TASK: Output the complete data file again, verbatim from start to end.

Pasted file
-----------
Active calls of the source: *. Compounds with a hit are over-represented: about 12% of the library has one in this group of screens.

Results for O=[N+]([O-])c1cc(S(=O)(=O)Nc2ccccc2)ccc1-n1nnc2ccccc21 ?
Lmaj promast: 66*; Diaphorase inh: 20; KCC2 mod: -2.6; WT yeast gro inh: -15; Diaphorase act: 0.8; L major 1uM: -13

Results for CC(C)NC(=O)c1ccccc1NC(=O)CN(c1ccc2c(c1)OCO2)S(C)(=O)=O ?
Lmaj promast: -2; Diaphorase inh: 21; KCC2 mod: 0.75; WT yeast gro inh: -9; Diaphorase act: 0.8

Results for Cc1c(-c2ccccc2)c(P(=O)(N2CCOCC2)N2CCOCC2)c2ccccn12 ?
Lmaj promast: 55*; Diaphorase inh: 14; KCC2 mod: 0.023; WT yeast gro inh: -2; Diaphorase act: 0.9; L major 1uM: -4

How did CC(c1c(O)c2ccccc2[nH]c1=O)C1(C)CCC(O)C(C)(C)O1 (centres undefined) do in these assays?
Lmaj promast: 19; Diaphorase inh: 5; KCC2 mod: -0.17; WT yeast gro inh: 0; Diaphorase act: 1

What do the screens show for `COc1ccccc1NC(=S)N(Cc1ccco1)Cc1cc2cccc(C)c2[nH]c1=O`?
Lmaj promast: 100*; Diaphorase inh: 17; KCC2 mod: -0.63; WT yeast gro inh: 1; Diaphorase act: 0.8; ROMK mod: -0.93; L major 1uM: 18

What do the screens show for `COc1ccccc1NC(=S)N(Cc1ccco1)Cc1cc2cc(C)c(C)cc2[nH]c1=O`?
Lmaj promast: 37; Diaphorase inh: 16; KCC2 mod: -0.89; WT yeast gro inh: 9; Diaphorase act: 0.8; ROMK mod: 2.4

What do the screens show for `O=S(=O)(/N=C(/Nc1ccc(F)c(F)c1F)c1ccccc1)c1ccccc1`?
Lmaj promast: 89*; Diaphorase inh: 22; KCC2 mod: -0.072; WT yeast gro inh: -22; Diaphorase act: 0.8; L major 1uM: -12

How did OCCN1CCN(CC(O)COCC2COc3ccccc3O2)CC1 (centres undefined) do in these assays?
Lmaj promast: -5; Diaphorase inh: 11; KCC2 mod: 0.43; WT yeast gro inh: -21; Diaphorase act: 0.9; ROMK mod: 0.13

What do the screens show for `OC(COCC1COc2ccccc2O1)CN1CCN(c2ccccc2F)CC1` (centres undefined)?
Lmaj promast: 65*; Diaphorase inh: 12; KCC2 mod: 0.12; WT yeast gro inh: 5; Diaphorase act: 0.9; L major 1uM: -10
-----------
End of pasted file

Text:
Active calls of the source: *. Compounds with a hit are over-represented: about 12% of the library has one in this group of screens.

Results for O=[N+]([O-])c1cc(S(=O)(=O)Nc2ccccc2)ccc1-n1nnc2ccccc21 ?
Lmaj promast: 66*; Diaphorase inh: 20; KCC2 mod: -2.6; WT yeast gro inh: -15; Diaphorase act: 0.8; L major 1uM: -13

Results for CC(C)NC(=O)c1ccccc1NC(=O)CN(c1ccc2c(c1)OCO2)S(C)(=O)=O ?
Lmaj promast: -2; Diaphorase inh: 21; KCC2 mod: 0.75; WT yeast gro inh: -9; Diaphorase act: 0.8

Results for Cc1c(-c2ccccc2)c(P(=O)(N2CCOCC2)N2CCOCC2)c2ccccn12 ?
Lmaj promast: 55*; Diaphorase inh: 14; KCC2 mod: 0.023; WT yeast gro inh: -2; Diaphorase act: 0.9; L major 1uM: -4

How did CC(c1c(O)c2ccccc2[nH]c1=O)C1(C)CCC(O)C(C)(C)O1 (centres undefined) do in these assays?
Lmaj promast: 19; Diaphorase inh: 5; KCC2 mod: -0.17; WT yeast gro inh: 0; Diaphorase act: 1

What do the screens show for `COc1ccccc1NC(=S)N(Cc1ccco1)Cc1cc2cccc(C)c2[nH]c1=O`?
Lmaj promast: 100*; Diaphorase inh: 17; KCC2 mod: -0.63; WT yeast gro inh: 1; Diaphorase act: 0.8; ROMK mod: -0.93; L major 1uM: 18

What do the screens show for `COc1ccccc1NC(=S)N(Cc1ccco1)Cc1cc2cc(C)c(C)cc2[nH]c1=O`?
Lmaj promast: 37; Diaphorase inh: 16; KCC2 mod: -0.89; WT yeast gro inh: 9; Diaphorase act: 0.8; ROMK mod: 2.4

What do the screens show for `O=S(=O)(/N=C(/Nc1ccc(F)c(F)c1F)c1ccccc1)c1ccccc1`?
Lmaj promast: 89*; Diaphorase inh: 22; KCC2 mod: -0.072; WT yeast gro inh: -22; Diaphorase act: 0.8; L major 1uM: -12

How did OCCN1CCN(CC(O)COCC2COc3ccccc3O2)CC1 (centres undefined) do in these assays?
Lmaj promast: -5; Diaphorase inh: 11; KCC2 mod: 0.43; WT yeast gro inh: -21; Diaphorase act: 0.9; ROMK mod: 0.13

What do the screens show for `OC(COCC1COc2ccccc2O1)CN1CCN(c2ccccc2F)CC1` (centres undefined)?
Lmaj promast: 65*; Diaphorase inh: 12; KCC2 mod: 0.12; WT yeast gro inh: 5; Diaphorase act: 0.9; L major 1uM: -10